Assembly tables wetlands transfer
JUNEAU - Once again, the Assembly tabled a resolution requesting the state to transfer land from Mendenhall Wetlands State Game Refuge to the Juneau International Airport .
Juneau International Airport Manager Allan Heese said he was relieved the Assembly didn't approve the resolution because it didn't ask for enough land. He said the airport wants 18.5 acres.
"That doesn't mean we would necessarily use all of them, but that allows our alternatives to be considered," Heese said.
The resolution asked for 5.5 acres of wetland for the airport to expand its runway safety areas, build a trail and construct an emergency vehicle access to the airport's float pond.
The resolution requested only the amount of land necessary for a runway safety area built with the engineered materials arresting system - a method the airport board says they have little confidence in unless it is proven in an Alaska maritime temperate rain forest environment.
A traditional runway safety area is 500 feet wide and 1,000 feet long at each end of the runway. A runway safety area built with the arresting system is 600 feet long and doesn't need as much wetlands.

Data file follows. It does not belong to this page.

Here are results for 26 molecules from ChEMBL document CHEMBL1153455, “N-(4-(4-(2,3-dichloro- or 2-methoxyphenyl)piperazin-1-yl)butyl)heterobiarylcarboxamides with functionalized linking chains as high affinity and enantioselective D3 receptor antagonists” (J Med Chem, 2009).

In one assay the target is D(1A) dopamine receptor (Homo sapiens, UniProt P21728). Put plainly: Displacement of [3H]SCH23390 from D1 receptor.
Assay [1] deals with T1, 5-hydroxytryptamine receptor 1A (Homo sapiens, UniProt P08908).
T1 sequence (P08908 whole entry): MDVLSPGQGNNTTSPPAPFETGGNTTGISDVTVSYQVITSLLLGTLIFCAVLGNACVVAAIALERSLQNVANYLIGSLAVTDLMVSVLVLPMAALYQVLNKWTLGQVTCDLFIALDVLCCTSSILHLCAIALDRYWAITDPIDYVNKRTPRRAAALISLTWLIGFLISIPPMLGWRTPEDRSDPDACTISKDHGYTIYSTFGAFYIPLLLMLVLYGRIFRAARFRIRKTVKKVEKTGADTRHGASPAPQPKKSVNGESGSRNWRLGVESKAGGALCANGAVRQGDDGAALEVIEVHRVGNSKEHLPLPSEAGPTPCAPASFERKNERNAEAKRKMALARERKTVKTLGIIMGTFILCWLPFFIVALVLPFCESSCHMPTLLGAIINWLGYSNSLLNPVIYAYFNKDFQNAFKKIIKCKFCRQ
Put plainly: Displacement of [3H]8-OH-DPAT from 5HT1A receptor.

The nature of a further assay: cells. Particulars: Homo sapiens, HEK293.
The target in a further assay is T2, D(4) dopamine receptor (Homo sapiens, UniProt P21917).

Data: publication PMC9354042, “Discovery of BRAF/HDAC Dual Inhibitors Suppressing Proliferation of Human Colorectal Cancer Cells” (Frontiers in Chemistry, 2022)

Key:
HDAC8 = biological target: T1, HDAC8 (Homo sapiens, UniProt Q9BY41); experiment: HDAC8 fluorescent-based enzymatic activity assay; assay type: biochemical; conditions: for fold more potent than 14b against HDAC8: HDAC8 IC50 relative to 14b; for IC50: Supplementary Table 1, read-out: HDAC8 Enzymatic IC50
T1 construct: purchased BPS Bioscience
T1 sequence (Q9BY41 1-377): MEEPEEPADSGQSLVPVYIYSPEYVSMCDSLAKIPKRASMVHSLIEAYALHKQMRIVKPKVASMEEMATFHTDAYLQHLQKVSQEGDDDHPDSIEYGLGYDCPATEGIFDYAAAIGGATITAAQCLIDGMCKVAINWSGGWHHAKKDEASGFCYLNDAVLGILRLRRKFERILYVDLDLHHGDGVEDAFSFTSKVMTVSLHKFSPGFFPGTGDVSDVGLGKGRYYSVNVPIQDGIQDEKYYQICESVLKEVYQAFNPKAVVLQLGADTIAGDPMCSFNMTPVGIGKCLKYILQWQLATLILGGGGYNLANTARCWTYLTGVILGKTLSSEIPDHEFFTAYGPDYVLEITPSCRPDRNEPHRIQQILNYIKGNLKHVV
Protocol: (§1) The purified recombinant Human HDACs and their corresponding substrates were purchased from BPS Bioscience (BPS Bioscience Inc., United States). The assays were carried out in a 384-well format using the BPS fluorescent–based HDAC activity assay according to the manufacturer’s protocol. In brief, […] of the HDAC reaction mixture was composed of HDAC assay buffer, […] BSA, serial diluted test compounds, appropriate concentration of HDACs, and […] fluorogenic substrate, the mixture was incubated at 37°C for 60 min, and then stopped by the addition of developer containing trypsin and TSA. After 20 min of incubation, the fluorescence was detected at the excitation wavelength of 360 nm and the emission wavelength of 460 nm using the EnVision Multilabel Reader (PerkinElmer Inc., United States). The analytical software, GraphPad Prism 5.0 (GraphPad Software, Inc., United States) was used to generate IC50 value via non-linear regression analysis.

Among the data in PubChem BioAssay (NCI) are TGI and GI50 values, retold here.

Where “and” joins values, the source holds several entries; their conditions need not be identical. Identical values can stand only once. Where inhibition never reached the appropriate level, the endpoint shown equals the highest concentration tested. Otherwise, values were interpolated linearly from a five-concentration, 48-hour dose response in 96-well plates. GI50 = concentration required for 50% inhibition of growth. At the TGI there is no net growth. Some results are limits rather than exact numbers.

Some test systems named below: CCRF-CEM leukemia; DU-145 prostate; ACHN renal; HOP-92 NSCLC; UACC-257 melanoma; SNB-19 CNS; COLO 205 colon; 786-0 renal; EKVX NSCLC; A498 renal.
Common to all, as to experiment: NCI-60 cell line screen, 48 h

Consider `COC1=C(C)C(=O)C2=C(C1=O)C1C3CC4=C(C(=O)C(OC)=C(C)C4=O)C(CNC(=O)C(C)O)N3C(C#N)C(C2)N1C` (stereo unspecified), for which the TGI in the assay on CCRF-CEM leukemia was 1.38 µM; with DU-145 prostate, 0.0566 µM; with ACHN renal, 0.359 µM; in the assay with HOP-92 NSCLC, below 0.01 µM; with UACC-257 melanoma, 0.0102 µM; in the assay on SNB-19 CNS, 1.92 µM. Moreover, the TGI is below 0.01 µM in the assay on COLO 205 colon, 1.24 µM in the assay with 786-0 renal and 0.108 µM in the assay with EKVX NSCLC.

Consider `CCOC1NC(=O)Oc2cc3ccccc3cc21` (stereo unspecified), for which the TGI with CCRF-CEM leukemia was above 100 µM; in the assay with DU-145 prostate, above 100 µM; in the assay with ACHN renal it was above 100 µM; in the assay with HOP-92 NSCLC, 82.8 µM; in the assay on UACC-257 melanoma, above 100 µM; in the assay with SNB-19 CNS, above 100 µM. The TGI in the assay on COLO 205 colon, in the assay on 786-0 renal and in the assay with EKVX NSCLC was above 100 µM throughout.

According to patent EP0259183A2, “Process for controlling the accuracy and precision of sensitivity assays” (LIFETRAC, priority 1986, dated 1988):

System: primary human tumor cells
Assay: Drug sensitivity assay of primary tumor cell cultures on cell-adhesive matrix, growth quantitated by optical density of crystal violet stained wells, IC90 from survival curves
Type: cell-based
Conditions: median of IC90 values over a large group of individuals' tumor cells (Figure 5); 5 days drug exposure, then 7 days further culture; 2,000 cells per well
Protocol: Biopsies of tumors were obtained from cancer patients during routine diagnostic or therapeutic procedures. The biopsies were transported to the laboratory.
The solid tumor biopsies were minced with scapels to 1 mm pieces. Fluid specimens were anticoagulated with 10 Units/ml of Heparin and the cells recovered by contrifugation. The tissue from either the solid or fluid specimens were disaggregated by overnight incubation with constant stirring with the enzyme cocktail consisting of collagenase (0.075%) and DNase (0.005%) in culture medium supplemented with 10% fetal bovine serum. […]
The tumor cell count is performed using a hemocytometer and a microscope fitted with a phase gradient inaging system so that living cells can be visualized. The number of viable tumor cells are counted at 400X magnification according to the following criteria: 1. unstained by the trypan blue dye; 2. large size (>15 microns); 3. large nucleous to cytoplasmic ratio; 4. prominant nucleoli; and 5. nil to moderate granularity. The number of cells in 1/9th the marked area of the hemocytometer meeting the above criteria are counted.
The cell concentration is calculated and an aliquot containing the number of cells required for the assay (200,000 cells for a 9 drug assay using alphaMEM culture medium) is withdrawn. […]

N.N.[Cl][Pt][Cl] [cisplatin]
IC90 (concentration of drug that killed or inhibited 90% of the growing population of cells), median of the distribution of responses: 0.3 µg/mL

Mayor Bruce Botelho suggested the resolution as a compromise, said City Attorney John Hartle.
Heese said without enough land, federal and airport agencies wouldn't approve its project proposals, which might need more wetlands.
The airport made a refuge land transfer request last June. The Assembly tabled the issue, saying that it would wait until the Federal Aviation Administration released a study about the environmental impact of the airport's various projects. The FAA released the study in late April.
At its Monday meeting, Assembly member Merrill Sanford, liaison to the airport, suggested the Assembly table the resolution until the airport mangers and the mayor come up with a compromise. The Assembly approved it unanimously.
"This resolution doesn't meet the airport's needs," Sanford said. "We need to discuss how much they actually need."
Canadian: Passport is 'damaging change'
WASHINGTON - Canada's ambassador predicted Monday that the United States would drop a controversial proposal that would require all travelers to show passports in order to cross the long border between the neighboring nations.
Discussions with the Bush administration, which introduced guidelines to crack down on potential terrorist travel across borders, indicates that "passports will not be the ultimate requirements," Canadian Ambassador Frank McKenna said in an interview with The Associated Press.
Currently, U.S. and Canadian travelers need only driver's licenses to cross the border, although passports are often shown.
Requiring passports, which only 20 percent of Americans have, "would be a big change," McKenna said. "And it's become clear to me that both sides of the border think it would be a very damaging change. ... This would cause real havoc to the economy."
Canada is the largest U.S. trading partner, with $1.2 billion worth of goods crossing the border daily.